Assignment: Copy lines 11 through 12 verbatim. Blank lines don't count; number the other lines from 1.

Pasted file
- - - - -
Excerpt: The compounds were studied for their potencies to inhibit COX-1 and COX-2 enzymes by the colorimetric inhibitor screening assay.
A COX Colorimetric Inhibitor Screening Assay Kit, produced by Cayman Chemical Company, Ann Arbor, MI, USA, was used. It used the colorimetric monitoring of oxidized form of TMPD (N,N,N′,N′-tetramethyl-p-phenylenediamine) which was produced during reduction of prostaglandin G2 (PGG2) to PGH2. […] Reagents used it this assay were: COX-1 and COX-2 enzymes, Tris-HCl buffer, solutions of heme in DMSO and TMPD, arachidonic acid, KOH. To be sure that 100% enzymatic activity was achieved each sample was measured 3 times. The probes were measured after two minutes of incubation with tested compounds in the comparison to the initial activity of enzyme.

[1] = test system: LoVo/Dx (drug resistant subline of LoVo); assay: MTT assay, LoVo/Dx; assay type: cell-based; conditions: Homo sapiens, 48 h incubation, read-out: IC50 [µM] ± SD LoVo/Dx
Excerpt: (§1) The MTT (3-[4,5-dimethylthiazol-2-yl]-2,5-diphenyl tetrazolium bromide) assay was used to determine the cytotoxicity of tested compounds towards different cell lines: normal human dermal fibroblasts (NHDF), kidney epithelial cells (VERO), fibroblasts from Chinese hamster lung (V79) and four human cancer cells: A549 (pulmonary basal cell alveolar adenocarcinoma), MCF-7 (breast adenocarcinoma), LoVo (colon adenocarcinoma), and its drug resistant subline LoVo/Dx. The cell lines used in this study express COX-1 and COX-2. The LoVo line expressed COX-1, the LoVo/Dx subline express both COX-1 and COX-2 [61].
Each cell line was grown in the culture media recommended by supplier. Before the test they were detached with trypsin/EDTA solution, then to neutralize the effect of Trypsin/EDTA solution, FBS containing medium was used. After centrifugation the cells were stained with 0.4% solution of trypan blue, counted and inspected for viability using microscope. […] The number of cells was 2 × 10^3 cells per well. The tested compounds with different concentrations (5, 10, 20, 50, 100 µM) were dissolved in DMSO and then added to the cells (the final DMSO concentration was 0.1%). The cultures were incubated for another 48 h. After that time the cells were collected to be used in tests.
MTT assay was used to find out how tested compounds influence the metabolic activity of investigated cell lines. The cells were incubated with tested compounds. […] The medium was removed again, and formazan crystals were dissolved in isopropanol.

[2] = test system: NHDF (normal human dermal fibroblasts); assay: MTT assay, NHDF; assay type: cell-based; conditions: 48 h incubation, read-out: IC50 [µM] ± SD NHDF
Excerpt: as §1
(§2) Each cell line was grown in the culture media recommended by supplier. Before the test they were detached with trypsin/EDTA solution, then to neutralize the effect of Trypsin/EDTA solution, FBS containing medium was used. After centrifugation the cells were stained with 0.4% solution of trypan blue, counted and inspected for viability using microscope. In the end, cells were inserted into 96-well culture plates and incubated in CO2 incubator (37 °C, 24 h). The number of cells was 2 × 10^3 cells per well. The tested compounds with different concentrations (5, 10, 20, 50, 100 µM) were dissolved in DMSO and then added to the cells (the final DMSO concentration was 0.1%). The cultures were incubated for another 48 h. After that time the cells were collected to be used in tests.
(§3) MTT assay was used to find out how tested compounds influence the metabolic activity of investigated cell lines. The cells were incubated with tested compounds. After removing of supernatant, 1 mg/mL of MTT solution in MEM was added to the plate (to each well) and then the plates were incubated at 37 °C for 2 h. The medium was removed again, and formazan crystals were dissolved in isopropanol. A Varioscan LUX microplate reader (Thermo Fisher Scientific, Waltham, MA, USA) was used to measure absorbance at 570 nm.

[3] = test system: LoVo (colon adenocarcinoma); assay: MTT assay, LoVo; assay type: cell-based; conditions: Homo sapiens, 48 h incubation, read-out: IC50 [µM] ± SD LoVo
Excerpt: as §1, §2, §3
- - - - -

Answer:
[3] = test system: LoVo (colon adenocarcinoma); assay: MTT assay, LoVo; assay type: cell-based; conditions: Homo sapiens, 48 h incubation, read-out: IC50 [µM] ± SD LoVo
Excerpt: as §1, §2, §3